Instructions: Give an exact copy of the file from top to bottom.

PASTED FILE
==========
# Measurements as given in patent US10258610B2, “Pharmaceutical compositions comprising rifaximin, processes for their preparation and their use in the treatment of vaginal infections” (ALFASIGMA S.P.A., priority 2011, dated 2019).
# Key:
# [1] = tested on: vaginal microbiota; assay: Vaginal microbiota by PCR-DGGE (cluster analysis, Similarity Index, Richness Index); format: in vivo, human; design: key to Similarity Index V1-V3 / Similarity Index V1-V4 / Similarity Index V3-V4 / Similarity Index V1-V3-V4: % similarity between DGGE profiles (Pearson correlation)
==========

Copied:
# Measurements as given in patent US10258610B2, “Pharmaceutical compositions comprising rifaximin, processes for their preparation and their use in the treatment of vaginal infections” (ALFASIGMA S.P.A., priority 2011, dated 2019).
# Key:
# [1] = tested on: vaginal microbiota; assay: Vaginal microbiota by PCR-DGGE (cluster analysis, Similarity Index, Richness Index); format: in vivo, human; design: key to Similarity Index V1-V3 / Similarity Index V1-V4 / Similarity Index V3-V4 / Similarity Index V1-V3-V4: % similarity between DGGE profiles (Pearson correlation)